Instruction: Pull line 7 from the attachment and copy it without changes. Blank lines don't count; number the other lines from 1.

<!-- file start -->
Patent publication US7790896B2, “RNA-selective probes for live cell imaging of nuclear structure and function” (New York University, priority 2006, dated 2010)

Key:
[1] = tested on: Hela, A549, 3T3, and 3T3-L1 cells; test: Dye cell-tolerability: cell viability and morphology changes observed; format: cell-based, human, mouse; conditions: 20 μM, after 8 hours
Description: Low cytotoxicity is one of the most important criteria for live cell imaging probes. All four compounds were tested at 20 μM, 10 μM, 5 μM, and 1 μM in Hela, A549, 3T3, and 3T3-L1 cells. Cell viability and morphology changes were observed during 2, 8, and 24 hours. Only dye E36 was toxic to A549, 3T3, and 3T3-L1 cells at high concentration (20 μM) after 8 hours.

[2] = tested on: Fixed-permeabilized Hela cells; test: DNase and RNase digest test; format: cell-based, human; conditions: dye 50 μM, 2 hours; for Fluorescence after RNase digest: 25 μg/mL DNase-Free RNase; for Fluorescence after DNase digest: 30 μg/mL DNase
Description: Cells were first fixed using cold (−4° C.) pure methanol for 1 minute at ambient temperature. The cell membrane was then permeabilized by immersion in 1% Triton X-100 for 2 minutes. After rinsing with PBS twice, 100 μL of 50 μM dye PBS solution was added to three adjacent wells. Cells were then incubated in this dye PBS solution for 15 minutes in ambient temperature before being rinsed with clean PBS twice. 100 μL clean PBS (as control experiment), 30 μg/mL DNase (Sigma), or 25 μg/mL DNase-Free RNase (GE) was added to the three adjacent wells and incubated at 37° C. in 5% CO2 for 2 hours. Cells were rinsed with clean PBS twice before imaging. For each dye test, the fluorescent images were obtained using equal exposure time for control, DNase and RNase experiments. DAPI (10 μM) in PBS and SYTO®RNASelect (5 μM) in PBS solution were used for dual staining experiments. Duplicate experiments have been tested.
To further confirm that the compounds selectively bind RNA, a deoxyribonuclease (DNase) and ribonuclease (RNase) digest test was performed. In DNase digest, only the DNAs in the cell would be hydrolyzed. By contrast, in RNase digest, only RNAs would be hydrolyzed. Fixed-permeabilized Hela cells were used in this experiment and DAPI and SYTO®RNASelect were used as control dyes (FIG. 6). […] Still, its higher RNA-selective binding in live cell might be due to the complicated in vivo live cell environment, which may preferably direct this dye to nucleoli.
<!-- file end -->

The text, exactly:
To further confirm that the compounds selectively bind RNA, a deoxyribonuclease (DNase) and ribonuclease (RNase) digest test was performed. In DNase digest, only the DNAs in the cell would be hydrolyzed. By contrast, in RNase digest, only RNAs would be hydrolyzed. Fixed-permeabilized Hela cells were used in this experiment and DAPI and SYTO®RNASelect were used as control dyes (FIG. 6). […] Still, its higher RNA-selective binding in live cell might be due to the complicated in vivo live cell environment, which may preferably direct this dye to nucleoli.